Scientists are pushing Wi-Fi speeds much further using the TeraHertz band – which lives at 300GHz and above, as opposed to 2.4GHz and 5GHz as traditionally used by wireless routers – with a fresh breakthrough seeing speeds of 34Gbps realised, but with exciting progress on the range front, too.
Of course, the big problem is that using these sort of frequencies might enable far faster speeds, but at the cost of crippling the range.
What’s interesting about this latest breakthrough, which comes courtesy of the Tokyo Institute of Technology, is that it might not be the fastest TeraHertz trial ever seen – other groups of researchers have hit 100Gbps or more, as ISP review reports – but the 34Gbps speed in the 500GHz band was achieved with a decent range in real world terms.
Naoto Oshimo, one of the scientists behind this latest test, said that “device performance is almost sufficient for short-distance wireless communication such as KIOSK downloads, which might be its first application”. And that generally speaking, they were looking at a final range of around 10 metres.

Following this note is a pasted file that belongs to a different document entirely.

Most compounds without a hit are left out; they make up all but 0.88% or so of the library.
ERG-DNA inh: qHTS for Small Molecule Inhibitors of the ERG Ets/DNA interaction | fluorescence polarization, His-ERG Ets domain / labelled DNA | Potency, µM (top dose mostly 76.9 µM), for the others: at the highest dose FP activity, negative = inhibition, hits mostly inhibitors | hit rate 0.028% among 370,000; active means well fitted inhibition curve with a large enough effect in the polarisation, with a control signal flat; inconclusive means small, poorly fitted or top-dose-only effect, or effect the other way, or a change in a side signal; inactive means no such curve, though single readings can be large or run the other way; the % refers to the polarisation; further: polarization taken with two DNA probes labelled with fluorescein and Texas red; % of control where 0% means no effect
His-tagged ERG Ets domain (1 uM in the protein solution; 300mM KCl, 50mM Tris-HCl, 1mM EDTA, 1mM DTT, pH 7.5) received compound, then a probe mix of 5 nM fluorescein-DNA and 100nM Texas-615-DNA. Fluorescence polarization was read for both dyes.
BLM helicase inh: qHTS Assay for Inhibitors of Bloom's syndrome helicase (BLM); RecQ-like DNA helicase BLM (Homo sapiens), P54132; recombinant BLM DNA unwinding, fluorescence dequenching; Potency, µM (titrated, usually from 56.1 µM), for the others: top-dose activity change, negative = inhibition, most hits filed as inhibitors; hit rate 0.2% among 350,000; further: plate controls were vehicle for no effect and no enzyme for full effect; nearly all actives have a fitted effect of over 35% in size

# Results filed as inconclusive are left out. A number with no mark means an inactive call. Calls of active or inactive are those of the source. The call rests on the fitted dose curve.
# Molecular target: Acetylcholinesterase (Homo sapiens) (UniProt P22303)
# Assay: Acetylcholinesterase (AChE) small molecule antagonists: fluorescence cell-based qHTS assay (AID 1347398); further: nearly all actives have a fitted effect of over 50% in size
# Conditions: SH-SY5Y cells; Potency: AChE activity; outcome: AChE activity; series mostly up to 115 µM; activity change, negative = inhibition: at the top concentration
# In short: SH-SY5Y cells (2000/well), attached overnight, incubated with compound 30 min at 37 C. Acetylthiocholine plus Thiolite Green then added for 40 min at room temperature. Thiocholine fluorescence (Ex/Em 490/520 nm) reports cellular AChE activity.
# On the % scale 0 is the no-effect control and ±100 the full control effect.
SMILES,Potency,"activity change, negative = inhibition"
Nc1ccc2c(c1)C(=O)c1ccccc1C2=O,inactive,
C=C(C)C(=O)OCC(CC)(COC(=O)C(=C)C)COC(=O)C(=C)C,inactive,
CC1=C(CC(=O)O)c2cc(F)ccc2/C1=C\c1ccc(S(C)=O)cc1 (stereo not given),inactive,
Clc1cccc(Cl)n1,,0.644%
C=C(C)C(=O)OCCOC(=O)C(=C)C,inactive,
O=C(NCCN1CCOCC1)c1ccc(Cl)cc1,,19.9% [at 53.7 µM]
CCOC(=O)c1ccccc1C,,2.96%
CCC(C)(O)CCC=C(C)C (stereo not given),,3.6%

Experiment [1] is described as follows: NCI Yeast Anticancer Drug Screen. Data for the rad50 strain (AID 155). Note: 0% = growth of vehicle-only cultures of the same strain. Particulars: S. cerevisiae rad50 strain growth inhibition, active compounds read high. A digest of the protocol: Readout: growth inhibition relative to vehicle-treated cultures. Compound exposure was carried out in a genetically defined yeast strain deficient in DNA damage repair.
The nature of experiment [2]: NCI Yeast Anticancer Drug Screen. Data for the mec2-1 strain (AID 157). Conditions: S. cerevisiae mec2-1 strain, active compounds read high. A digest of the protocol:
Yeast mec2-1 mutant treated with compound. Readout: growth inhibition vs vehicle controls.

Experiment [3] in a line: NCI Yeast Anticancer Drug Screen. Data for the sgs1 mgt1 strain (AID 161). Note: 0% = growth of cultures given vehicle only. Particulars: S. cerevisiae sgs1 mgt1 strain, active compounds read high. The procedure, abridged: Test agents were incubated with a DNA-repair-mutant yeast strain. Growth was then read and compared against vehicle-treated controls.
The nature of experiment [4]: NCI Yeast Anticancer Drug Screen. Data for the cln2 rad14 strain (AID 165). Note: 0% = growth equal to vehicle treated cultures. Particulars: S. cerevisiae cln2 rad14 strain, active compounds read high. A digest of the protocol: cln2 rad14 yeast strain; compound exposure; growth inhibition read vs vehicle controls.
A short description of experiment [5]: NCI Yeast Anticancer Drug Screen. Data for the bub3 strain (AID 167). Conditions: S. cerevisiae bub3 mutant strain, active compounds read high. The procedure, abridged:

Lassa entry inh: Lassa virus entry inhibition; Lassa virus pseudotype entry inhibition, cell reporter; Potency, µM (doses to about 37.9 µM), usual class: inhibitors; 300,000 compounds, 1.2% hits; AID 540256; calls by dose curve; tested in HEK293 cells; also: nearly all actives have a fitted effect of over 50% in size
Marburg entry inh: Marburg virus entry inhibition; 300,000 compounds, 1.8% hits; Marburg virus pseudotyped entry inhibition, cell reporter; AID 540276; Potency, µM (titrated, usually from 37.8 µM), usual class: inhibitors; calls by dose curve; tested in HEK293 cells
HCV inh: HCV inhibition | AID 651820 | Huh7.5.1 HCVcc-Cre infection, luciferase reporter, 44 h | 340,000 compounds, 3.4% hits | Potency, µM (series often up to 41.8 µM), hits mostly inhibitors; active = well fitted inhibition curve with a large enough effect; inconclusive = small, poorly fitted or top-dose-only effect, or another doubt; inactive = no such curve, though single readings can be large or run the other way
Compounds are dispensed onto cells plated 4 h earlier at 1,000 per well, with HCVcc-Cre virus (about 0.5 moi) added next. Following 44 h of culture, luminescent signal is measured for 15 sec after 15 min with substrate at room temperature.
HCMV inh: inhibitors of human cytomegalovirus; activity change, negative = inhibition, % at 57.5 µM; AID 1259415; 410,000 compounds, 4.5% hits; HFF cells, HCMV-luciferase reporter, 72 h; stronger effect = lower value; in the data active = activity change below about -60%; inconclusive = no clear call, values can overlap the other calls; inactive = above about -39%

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In other words, a perfectly usable and serviceable range. Compare that to the aforementioned lab tests where 100Gbps plus speeds were reached, where the range tends to be measured in centimetres rather than metres.
Which obviously in the real world isn’t much use in practical terms, unless you enjoy the idea of having to sit right next to your router constantly.
The further good news is that this new 34Gbps transmission happened in ‘normal’ conditions (i.e. standard room temperature and so forth) and the tech can potentially be scaled to fit in a smartphone.
In short, this is not just about the speed achieved – although that’s still an impressive number, of course – but the fact that this is a clear step closer to ultrafast Wi-Fi becoming a reality.
That said, Oshimo believes that this technology will scale hugely in terms of the speed as well, and we could eventually be looking at topping the 1Tbps mark. Exciting Wi-Fi times indeed…
Oh, one final thing – if you’re confused by all the developments in Wi-Fi, then check out our handy explainer: Making sense of what’s happening to Wi-Fi.